HOWEVER, I don’t think this kind of communication is currently supported by most universities. Engineers have a tendency to believe their work is harder and therefore better than say an English or a business major. Physicists and Mathematicians have even been known to argue superiority over other science disciplines as witnessed by Randall Munroe in XKCD:

This type of superiority complex makes it difficult to have an intelligent and reasonable conversation, as one side inherently ignores half the conversation because it is “beneath them”. This kind of thinking needs to be squashed as much as any other kind of bigotry because it doesn’t help anyone.  I think universities still emphasize superiority instead of trying to bring everyone up to the highest level of intelligence.

Universities need to find a way to facilitate more communication between students of every age, ethnicity, and discipline. Have a program to send grad students to high schools. If volunteering doesn’t work, make it a class assignment to explain a course learning objective to a middle school class or something. Have coffee budget for grad students and undergrads to sit down and talk shop. These events appear every now and then for individual departments or clubs, but university wide emphasis on this type of communication is a must.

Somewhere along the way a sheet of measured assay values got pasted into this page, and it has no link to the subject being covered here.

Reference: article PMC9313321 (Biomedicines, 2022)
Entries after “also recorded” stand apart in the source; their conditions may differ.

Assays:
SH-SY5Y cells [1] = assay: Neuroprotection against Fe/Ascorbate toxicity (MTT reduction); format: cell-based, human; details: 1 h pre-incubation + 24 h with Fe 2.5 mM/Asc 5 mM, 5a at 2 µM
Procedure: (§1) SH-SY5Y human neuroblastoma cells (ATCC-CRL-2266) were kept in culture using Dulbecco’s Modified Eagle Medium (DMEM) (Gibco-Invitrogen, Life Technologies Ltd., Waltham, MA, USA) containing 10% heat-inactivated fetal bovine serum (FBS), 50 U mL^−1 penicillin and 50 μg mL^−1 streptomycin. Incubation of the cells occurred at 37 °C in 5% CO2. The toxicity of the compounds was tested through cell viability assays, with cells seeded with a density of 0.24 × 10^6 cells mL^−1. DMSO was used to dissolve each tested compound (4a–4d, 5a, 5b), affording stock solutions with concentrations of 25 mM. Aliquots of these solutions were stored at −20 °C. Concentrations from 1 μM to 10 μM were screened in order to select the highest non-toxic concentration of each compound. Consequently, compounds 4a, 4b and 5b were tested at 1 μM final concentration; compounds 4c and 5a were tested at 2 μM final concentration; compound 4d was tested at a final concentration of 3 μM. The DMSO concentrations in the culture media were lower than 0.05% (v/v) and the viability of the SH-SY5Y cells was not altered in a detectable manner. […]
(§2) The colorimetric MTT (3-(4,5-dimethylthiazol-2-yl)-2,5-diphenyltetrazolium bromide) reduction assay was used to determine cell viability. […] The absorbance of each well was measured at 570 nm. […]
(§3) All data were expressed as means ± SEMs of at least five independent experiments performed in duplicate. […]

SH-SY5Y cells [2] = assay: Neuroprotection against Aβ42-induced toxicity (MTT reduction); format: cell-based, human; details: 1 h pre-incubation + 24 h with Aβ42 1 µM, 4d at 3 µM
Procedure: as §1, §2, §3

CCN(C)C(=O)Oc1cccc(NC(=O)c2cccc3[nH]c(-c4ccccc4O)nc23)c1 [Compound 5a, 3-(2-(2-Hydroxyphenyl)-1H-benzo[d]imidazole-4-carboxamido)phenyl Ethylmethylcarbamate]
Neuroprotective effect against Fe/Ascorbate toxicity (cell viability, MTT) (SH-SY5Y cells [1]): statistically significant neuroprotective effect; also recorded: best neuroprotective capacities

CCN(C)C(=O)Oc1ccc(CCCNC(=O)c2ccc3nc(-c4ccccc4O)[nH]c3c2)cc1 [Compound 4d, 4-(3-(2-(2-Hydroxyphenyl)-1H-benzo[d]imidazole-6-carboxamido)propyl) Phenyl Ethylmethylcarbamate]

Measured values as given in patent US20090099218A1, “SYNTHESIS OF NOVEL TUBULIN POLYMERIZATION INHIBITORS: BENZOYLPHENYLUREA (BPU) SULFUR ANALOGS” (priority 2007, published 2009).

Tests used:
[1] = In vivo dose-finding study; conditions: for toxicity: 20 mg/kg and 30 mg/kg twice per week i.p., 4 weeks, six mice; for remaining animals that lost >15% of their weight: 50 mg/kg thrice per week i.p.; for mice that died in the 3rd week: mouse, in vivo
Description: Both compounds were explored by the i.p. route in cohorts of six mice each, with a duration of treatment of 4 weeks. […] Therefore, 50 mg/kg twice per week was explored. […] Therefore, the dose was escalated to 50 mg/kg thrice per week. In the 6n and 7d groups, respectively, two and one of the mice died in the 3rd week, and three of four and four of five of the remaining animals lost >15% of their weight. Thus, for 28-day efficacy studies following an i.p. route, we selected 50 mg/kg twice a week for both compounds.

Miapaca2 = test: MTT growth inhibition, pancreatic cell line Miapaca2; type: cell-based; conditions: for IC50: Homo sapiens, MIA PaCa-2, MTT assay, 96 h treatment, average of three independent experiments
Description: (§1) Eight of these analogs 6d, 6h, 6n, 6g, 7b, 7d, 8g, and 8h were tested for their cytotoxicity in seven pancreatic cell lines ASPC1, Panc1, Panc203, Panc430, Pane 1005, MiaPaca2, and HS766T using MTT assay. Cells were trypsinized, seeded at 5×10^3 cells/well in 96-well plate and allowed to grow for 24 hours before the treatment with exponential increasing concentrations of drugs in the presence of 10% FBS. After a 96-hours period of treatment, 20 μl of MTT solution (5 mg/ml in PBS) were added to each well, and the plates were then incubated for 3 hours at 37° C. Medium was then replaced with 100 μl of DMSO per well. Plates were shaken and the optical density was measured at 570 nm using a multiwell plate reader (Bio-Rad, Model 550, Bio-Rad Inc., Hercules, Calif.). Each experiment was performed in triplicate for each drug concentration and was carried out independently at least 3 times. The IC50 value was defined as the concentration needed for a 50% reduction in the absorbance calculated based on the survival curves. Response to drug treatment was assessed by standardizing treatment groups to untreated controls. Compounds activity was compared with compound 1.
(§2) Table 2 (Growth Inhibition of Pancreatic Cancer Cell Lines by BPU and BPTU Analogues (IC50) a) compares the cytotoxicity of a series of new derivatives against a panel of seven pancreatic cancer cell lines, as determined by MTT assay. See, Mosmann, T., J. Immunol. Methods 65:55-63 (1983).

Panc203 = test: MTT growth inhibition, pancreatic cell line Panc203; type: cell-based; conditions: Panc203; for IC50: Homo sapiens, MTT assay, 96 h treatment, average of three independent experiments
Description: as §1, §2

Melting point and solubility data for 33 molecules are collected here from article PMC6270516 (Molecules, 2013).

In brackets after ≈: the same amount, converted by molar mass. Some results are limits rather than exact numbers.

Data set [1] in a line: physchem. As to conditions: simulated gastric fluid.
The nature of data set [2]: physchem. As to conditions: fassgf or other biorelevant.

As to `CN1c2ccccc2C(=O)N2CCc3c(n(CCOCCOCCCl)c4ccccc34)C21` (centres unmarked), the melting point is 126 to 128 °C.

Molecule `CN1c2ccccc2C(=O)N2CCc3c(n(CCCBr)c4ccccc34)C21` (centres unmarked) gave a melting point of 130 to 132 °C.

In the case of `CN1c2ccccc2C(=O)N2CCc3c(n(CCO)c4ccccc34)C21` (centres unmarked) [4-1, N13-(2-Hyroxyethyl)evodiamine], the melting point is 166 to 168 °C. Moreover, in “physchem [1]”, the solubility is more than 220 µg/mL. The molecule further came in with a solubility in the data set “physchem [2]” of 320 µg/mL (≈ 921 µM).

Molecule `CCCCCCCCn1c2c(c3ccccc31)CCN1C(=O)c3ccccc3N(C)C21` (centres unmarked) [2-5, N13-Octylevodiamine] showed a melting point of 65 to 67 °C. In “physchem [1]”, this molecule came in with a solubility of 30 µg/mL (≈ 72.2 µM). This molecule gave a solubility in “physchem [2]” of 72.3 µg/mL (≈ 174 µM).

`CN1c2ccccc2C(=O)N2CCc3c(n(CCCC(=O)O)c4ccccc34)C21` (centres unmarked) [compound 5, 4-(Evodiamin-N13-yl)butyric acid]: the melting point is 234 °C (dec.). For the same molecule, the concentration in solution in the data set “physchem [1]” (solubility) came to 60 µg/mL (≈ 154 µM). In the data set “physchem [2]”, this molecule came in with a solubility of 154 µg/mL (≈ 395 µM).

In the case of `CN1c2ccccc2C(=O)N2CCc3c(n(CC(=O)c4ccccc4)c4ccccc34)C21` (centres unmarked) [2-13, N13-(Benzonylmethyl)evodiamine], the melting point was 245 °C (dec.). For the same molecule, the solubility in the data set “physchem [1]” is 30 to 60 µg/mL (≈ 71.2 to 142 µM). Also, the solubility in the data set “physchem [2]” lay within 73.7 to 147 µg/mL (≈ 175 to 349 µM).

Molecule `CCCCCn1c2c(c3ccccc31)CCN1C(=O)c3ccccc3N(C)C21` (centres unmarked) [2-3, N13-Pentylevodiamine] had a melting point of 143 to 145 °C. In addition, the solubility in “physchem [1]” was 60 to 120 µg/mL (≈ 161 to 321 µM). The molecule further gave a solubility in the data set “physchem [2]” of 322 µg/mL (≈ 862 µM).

Sensational Politics and the University

Today while bopping about the interwebs, I came across the following article about a Stanford student who was pressing charges for an altercation at a political event for Brett Kavanaugh.

News video/summary here:

Hopefully, that shows up correctly…

Anyhoo, what basically happened was that the campus Republicans were tabling somewhere on Stanford’s campus to support Kavanaugh. Other students were complaining/arguing/ vandalizing them. At one point Melinda Hernandez pushed/touched John Rice-Cameron, president of the campus’s chapter of the College Republicans. This then escalated to the police being called in, and Hernandez receiving a citation. Rice-Cameron wants to push charges. Some accounts say that Hernandez basically tried to push down Rice-Cameron’s phone because he was filming her without consent and would not stop. Some accounts say that the tabling group likes to entice these kinds of altercations. But none of that is super relevant or factual. Yet, they put a spin on the situation. The facts get twisted by our opinions of “well if they were asking for it…they can hardly press charges,” and “he was just using his right to free speech!” And so on.